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Go the Extra Mile, Even Without the Extra Dollar

Categories: Professional Development

An interesting article in the Huff Post caught my eye the other day: McDonald's Orders Friendly Service After Customer Complaints Rise.

The gist of the article is exactly as stated in the title. The burger mega-franchise has been getting complaints about surly employees and low rankings for its customer service in industry reports, and they want their employees to step up their game.

As expected, comments were many and outspoken. Some managed to blame the situation on the economy, on President Obama, and of course -- no surprise here -- most were firmly against the fast-food giant and its wage policies. These folks insisted that if good old "Mickey D's" paid a bit more, they’d attract a higher quality of employee.

Do you agree with this line of reasoning?

I thought these comments were completely missing the point. In fact, when it comes to blame and finger pointing, I think those who do it are always missing the point.

After all, do you have to be paid a certain amount to do your job with grace and good cheer, and if so, what is that amount?

Must minimum wage equal shoddy work and a bad attitude? If you are not happy with your employer, your salary, or your duties, does that provide an excuse to take it out on your customers?

What ever happened to the concept of a personal “work ethic” and personal accountability?

Now, don’t get me wrong. This post is not about McDonald's, the restaurant chain's compensation, their employees, or any of their perceived "faults."

Instead, I want to make a case for exemplary work and a great attitude, regardless of your position or your salary.

This is even more important if you hope to rise to the top of the corporate food chain, shatter a glass ceiling or two, and receive the recognition and compensation you feel you deserve.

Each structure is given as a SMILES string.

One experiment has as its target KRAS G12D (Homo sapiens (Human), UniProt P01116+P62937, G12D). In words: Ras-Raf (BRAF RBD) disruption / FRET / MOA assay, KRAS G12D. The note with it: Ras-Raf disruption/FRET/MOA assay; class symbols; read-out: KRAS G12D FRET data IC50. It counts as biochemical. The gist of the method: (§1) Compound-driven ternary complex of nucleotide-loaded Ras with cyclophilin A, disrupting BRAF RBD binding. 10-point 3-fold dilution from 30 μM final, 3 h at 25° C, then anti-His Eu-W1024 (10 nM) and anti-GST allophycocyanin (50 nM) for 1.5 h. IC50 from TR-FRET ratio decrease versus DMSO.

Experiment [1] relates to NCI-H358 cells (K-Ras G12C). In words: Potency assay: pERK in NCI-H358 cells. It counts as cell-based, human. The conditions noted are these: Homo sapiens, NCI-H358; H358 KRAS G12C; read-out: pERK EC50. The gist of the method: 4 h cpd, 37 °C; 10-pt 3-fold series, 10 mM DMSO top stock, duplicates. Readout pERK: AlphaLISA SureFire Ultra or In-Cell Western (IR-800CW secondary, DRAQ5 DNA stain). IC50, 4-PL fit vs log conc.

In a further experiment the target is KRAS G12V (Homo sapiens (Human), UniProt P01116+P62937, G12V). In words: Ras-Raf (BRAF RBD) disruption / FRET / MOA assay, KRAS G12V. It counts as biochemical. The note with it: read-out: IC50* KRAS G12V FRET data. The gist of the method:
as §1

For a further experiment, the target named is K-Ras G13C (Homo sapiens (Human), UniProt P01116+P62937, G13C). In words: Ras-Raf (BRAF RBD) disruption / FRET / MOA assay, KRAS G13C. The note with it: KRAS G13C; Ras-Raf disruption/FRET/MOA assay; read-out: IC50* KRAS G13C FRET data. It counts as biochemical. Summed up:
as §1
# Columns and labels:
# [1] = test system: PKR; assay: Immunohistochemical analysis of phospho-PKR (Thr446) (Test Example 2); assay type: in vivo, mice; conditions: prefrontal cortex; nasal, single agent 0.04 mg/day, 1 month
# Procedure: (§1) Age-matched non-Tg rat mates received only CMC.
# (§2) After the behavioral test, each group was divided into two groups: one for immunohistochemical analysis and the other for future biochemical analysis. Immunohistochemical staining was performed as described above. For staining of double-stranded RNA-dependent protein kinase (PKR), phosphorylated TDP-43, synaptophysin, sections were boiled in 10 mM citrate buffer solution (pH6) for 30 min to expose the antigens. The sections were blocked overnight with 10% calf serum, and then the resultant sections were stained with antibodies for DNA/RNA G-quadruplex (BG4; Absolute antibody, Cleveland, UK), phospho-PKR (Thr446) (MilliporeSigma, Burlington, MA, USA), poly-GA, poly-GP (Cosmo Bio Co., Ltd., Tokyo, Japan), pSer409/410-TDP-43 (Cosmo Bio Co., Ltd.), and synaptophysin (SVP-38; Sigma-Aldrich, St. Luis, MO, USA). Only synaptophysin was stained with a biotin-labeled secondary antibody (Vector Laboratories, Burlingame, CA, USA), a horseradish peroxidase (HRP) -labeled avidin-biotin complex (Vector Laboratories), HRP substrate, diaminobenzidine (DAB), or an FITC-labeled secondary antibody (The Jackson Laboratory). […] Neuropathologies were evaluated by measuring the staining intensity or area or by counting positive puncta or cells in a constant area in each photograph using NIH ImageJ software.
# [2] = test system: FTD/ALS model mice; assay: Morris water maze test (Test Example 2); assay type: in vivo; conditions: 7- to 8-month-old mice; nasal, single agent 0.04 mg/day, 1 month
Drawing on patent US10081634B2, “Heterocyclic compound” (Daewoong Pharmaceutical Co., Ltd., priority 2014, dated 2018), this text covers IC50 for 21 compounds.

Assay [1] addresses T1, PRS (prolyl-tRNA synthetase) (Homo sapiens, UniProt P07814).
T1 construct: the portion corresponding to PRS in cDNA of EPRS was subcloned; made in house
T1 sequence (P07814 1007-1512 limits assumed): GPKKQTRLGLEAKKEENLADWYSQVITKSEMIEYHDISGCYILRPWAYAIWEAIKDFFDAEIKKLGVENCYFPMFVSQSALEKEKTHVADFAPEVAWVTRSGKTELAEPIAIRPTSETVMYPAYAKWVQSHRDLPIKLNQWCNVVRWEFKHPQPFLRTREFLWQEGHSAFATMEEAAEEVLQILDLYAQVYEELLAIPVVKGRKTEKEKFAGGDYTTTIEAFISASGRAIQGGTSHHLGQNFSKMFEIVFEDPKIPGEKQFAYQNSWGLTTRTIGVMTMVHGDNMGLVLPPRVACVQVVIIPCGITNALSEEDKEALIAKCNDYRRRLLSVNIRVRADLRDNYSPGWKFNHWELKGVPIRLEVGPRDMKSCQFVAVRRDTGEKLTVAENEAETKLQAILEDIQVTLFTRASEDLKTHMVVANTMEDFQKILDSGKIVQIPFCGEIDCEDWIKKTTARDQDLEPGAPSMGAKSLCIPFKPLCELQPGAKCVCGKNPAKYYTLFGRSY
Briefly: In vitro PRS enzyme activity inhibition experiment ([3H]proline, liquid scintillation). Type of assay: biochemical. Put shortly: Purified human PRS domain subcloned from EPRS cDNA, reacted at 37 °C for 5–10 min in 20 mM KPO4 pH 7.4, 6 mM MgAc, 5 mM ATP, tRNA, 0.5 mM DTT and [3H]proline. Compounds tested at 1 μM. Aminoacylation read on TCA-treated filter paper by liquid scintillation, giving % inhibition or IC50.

What can you do to stand out at work right from your cubicle, and put yourself squarely on the fast track to meeting (or exceeding) your career goals?

I’ve got six tried-and-true suggestions:

  1. If you don't already have one, get a degree. They’re still worth money in today’s corporate world. Consider taking college classes online or at a local community college to pursue that valuable piece of paper. And let higher-ups know!
  2. Take advantage of any development opportunities that your firm offers.
  3. Become familiar with the contents of your firm’s annual report, and everything on the website. The more you know ...
  4. Subscribe to trade journals and magazines for your industry, and actually read them! If you think they’re dull, well you might just be in the wrong field, but that’s a blog post for another day.
  5. Find a mentor. Little secret: a good, caring mentor who is already successful in your field is worth his or her weight in gold.
  6. Participate in trade organizations, and take advantage of opportunities to write, speak or otherwise develop your leadership potential.

To move ahead, you need to be focused, willing to take risks, and willing to go the extra mile -- with or without the extra dollar.

What are your thoughts? I’d love to hear them.

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